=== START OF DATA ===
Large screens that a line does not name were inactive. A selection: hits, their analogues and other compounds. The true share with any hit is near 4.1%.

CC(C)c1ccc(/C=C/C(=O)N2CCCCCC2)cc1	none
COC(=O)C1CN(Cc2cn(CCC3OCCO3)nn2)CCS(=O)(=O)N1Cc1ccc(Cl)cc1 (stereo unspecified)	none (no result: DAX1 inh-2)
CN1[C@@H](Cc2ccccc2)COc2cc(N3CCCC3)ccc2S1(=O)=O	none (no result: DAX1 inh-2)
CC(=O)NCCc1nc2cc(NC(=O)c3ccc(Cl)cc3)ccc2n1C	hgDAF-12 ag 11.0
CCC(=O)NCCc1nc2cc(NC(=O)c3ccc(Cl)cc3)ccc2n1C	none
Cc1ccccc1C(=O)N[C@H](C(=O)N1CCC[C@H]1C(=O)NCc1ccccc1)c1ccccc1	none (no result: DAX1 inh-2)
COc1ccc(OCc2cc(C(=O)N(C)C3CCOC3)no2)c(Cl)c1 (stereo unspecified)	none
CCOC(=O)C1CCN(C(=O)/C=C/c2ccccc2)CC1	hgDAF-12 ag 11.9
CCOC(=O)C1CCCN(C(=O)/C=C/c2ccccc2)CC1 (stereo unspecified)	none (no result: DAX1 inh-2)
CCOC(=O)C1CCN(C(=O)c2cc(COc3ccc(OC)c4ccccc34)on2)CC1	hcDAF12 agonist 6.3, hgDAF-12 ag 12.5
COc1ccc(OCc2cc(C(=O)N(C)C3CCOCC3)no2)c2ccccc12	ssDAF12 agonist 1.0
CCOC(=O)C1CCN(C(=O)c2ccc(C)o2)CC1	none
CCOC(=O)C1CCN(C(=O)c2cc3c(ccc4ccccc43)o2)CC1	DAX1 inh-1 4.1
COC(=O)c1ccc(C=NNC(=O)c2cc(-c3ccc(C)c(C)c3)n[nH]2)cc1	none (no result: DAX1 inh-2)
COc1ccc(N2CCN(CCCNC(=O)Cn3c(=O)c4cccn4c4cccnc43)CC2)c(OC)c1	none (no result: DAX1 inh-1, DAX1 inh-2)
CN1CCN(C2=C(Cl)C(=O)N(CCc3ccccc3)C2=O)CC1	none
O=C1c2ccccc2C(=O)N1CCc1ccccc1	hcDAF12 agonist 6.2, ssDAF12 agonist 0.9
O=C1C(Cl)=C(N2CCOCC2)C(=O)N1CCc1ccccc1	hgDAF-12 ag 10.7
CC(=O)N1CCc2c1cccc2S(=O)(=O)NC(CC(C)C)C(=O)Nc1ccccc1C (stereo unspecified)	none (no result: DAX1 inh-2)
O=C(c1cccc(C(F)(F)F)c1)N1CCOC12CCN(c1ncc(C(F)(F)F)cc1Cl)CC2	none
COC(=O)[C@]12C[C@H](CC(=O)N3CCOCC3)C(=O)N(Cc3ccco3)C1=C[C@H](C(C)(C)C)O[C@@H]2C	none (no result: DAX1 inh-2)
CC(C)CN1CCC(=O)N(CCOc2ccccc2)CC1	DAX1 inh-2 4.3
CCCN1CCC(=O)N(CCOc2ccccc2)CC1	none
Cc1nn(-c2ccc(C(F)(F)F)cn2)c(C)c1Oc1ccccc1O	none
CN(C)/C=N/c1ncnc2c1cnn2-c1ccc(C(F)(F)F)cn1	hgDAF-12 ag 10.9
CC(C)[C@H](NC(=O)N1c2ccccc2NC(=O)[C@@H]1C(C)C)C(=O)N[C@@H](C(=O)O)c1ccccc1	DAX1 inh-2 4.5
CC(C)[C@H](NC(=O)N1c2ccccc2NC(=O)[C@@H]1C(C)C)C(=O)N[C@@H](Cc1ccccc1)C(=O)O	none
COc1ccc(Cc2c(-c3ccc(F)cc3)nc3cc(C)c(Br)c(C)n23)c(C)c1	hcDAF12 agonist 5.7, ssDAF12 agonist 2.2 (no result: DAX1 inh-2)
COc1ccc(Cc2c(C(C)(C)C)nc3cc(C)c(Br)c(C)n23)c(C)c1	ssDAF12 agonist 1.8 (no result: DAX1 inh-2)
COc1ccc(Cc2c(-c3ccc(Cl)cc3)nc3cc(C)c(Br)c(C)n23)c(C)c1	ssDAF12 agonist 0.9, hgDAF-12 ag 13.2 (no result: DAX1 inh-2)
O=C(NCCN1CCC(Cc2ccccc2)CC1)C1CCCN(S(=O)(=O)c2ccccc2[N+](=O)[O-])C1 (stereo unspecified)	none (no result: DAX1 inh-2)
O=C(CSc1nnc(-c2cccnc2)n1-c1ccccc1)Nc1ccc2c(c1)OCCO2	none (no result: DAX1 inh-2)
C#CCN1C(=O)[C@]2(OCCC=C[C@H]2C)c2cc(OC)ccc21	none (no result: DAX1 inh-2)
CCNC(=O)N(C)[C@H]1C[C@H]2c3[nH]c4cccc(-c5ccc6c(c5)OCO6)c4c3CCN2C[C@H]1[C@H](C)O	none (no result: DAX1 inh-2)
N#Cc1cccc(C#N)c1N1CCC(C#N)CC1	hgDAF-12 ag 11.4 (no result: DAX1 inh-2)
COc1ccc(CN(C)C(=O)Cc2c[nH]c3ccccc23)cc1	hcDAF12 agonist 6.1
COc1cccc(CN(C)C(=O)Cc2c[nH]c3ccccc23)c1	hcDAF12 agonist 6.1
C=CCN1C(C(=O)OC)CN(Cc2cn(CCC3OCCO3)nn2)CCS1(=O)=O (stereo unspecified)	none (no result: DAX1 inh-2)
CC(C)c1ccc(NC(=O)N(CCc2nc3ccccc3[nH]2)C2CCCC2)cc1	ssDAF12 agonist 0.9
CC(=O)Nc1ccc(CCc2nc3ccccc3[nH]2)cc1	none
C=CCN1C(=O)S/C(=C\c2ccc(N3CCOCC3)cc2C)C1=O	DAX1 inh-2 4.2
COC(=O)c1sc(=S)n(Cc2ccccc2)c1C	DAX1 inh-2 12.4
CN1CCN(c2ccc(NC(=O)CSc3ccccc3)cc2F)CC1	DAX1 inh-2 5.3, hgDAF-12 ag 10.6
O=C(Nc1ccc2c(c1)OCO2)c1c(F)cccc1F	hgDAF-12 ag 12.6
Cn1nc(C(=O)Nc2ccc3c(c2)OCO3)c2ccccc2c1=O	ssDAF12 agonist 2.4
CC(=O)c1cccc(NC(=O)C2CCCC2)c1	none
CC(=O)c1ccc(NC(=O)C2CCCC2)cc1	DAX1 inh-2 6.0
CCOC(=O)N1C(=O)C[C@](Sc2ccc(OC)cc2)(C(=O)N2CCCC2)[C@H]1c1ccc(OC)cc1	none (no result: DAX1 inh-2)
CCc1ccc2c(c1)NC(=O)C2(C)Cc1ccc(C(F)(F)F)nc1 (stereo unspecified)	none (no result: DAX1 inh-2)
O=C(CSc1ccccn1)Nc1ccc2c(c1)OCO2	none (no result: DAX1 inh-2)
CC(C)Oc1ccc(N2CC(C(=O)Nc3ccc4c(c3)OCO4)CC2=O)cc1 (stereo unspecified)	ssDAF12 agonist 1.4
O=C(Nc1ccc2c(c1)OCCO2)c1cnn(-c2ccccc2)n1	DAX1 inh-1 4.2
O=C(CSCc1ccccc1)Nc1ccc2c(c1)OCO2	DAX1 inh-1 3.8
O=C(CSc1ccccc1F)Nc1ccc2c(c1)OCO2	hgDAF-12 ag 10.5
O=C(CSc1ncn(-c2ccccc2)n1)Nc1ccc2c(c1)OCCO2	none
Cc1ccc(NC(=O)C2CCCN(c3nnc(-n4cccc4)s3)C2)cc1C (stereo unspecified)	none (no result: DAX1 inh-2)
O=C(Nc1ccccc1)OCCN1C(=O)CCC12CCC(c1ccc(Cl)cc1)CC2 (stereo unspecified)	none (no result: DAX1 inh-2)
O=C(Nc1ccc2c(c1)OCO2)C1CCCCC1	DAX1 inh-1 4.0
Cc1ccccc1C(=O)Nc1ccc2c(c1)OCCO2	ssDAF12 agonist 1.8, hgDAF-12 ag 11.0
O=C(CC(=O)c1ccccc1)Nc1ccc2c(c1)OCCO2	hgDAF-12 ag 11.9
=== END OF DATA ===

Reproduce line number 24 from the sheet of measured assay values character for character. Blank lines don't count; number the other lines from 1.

CCCN1CCC(=O)N(CCOc2ccccc2)CC1	none